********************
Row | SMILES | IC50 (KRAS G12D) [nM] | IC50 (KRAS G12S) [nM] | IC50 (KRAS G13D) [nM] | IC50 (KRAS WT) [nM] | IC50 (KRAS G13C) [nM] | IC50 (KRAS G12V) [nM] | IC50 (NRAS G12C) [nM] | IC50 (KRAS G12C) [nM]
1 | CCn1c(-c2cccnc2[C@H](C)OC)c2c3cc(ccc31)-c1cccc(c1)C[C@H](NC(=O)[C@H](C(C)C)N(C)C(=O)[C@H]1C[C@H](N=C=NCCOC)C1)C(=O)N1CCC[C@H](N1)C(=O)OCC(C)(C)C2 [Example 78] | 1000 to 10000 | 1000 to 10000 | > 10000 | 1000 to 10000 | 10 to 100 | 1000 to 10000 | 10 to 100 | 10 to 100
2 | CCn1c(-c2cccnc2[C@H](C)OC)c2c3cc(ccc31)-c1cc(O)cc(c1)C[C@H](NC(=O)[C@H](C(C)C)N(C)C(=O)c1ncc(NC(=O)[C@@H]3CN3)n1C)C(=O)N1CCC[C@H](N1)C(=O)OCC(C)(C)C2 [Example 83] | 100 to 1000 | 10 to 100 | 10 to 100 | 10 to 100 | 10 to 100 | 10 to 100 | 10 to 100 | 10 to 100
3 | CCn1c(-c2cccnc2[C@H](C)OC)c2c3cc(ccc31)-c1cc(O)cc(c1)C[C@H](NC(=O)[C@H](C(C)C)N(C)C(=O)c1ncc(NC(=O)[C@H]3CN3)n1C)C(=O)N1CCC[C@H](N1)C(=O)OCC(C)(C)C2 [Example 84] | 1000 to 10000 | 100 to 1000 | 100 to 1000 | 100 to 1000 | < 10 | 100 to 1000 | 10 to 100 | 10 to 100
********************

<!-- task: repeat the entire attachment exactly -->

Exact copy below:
Row | SMILES | IC50 (KRAS G12D) [nM] | IC50 (KRAS G12S) [nM] | IC50 (KRAS G13D) [nM] | IC50 (KRAS WT) [nM] | IC50 (KRAS G13C) [nM] | IC50 (KRAS G12V) [nM] | IC50 (NRAS G12C) [nM] | IC50 (KRAS G12C) [nM]
1 | CCn1c(-c2cccnc2[C@H](C)OC)c2c3cc(ccc31)-c1cccc(c1)C[C@H](NC(=O)[C@H](C(C)C)N(C)C(=O)[C@H]1C[C@H](N=C=NCCOC)C1)C(=O)N1CCC[C@H](N1)C(=O)OCC(C)(C)C2 [Example 78] | 1000 to 10000 | 1000 to 10000 | > 10000 | 1000 to 10000 | 10 to 100 | 1000 to 10000 | 10 to 100 | 10 to 100
2 | CCn1c(-c2cccnc2[C@H](C)OC)c2c3cc(ccc31)-c1cc(O)cc(c1)C[C@H](NC(=O)[C@H](C(C)C)N(C)C(=O)c1ncc(NC(=O)[C@@H]3CN3)n1C)C(=O)N1CCC[C@H](N1)C(=O)OCC(C)(C)C2 [Example 83] | 100 to 1000 | 10 to 100 | 10 to 100 | 10 to 100 | 10 to 100 | 10 to 100 | 10 to 100 | 10 to 100
3 | CCn1c(-c2cccnc2[C@H](C)OC)c2c3cc(ccc31)-c1cc(O)cc(c1)C[C@H](NC(=O)[C@H](C(C)C)N(C)C(=O)c1ncc(NC(=O)[C@H]3CN3)n1C)C(=O)N1CCC[C@H](N1)C(=O)OCC(C)(C)C2 [Example 84] | 1000 to 10000 | 100 to 1000 | 100 to 1000 | 100 to 1000 | < 10 | 100 to 1000 | 10 to 100 | 10 to 100